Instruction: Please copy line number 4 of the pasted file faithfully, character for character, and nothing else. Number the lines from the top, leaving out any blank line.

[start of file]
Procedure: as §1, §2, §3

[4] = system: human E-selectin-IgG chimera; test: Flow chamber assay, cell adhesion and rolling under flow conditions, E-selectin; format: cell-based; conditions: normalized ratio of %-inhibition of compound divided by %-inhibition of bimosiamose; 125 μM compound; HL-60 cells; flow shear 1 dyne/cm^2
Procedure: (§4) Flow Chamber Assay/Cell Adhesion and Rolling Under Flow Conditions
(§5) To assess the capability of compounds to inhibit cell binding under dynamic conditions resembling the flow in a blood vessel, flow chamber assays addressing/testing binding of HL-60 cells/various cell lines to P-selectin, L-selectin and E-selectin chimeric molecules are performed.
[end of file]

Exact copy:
(§5) To assess the capability of compounds to inhibit cell binding under dynamic conditions resembling the flow in a blood vessel, flow chamber assays addressing/testing binding of HL-60 cells/various cell lines to P-selectin, L-selectin and E-selectin chimeric molecules are performed.